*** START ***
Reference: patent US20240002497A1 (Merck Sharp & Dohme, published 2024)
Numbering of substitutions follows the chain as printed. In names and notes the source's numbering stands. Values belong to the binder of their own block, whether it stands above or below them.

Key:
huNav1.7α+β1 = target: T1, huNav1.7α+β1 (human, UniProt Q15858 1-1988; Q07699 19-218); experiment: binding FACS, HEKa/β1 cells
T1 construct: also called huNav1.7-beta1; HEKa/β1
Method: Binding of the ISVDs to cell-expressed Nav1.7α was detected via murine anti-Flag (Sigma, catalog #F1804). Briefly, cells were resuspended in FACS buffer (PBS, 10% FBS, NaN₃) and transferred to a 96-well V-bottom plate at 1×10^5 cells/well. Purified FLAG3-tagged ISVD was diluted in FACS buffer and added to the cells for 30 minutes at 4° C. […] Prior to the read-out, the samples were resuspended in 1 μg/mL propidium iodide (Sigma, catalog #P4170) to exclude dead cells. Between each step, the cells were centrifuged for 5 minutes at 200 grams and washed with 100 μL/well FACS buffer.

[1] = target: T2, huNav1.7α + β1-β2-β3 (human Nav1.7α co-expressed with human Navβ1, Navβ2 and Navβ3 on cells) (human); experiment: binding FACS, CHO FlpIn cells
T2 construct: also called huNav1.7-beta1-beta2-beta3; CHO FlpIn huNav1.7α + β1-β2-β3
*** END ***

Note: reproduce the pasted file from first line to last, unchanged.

Reference: patent US20240002497A1 (Merck Sharp & Dohme, published 2024)
Numbering of substitutions follows the chain as printed. In names and notes the source's numbering stands. Values belong to the binder of their own block, whether it stands above or below them.

Key:
huNav1.7α+β1 = target: T1, huNav1.7α+β1 (human, UniProt Q15858 1-1988; Q07699 19-218); experiment: binding FACS, HEKa/β1 cells
T1 construct: also called huNav1.7-beta1; HEKa/β1
Method: Binding of the ISVDs to cell-expressed Nav1.7α was detected via murine anti-Flag (Sigma, catalog #F1804). Briefly, cells were resuspended in FACS buffer (PBS, 10% FBS, NaN₃) and transferred to a 96-well V-bottom plate at 1×10^5 cells/well. Purified FLAG3-tagged ISVD was diluted in FACS buffer and added to the cells for 30 minutes at 4° C. […] Prior to the read-out, the samples were resuspended in 1 μg/mL propidium iodide (Sigma, catalog #P4170) to exclude dead cells. Between each step, the cells were centrifuged for 5 minutes at 200 grams and washed with 100 μL/well FACS buffer.

[1] = target: T2, huNav1.7α + β1-β2-β3 (human Nav1.7α co-expressed with human Navβ1, Navβ2 and Navβ3 on cells) (human); experiment: binding FACS, CHO FlpIn cells
T2 construct: also called huNav1.7-beta1-beta2-beta3; CHO FlpIn huNav1.7α + β1-β2-β3